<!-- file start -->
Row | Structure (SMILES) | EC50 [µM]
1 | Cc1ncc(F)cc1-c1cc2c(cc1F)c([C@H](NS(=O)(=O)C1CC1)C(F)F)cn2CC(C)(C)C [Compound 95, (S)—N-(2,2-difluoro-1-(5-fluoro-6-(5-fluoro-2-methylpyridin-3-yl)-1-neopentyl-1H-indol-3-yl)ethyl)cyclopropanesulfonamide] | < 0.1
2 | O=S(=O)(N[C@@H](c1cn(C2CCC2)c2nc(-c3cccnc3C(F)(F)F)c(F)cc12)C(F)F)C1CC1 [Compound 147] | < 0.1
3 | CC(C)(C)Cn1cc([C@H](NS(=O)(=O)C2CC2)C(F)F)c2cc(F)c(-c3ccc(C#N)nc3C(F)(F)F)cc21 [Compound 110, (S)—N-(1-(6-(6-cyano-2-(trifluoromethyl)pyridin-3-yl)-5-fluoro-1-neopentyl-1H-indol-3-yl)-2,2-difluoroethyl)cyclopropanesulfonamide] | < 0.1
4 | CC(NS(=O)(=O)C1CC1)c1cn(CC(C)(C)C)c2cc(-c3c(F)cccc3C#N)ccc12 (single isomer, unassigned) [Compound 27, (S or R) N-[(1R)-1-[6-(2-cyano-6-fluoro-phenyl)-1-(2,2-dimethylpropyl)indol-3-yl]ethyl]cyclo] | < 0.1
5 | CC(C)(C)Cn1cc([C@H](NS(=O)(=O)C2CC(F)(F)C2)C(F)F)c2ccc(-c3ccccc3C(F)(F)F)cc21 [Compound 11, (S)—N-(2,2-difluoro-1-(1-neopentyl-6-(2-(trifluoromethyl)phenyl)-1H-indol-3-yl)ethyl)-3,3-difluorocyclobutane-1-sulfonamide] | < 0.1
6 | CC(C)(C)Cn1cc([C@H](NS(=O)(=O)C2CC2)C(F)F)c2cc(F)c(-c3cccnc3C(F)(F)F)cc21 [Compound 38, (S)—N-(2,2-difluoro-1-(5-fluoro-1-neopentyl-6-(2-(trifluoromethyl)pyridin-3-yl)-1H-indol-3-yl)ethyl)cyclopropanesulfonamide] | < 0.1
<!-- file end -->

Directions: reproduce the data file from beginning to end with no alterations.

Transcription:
Row | Structure (SMILES) | EC50 [µM]
1 | Cc1ncc(F)cc1-c1cc2c(cc1F)c([C@H](NS(=O)(=O)C1CC1)C(F)F)cn2CC(C)(C)C [Compound 95, (S)—N-(2,2-difluoro-1-(5-fluoro-6-(5-fluoro-2-methylpyridin-3-yl)-1-neopentyl-1H-indol-3-yl)ethyl)cyclopropanesulfonamide] | < 0.1
2 | O=S(=O)(N[C@@H](c1cn(C2CCC2)c2nc(-c3cccnc3C(F)(F)F)c(F)cc12)C(F)F)C1CC1 [Compound 147] | < 0.1
3 | CC(C)(C)Cn1cc([C@H](NS(=O)(=O)C2CC2)C(F)F)c2cc(F)c(-c3ccc(C#N)nc3C(F)(F)F)cc21 [Compound 110, (S)—N-(1-(6-(6-cyano-2-(trifluoromethyl)pyridin-3-yl)-5-fluoro-1-neopentyl-1H-indol-3-yl)-2,2-difluoroethyl)cyclopropanesulfonamide] | < 0.1
4 | CC(NS(=O)(=O)C1CC1)c1cn(CC(C)(C)C)c2cc(-c3c(F)cccc3C#N)ccc12 (single isomer, unassigned) [Compound 27, (S or R) N-[(1R)-1-[6-(2-cyano-6-fluoro-phenyl)-1-(2,2-dimethylpropyl)indol-3-yl]ethyl]cyclo] | < 0.1
5 | CC(C)(C)Cn1cc([C@H](NS(=O)(=O)C2CC(F)(F)C2)C(F)F)c2ccc(-c3ccccc3C(F)(F)F)cc21 [Compound 11, (S)—N-(2,2-difluoro-1-(1-neopentyl-6-(2-(trifluoromethyl)phenyl)-1H-indol-3-yl)ethyl)-3,3-difluorocyclobutane-1-sulfonamide] | < 0.1
6 | CC(C)(C)Cn1cc([C@H](NS(=O)(=O)C2CC2)C(F)F)c2cc(F)c(-c3cccnc3C(F)(F)F)cc21 [Compound 38, (S)—N-(2,2-difluoro-1-(5-fluoro-1-neopentyl-6-(2-(trifluoromethyl)pyridin-3-yl)-1H-indol-3-yl)ethyl)cyclopropanesulfonamide] | < 0.1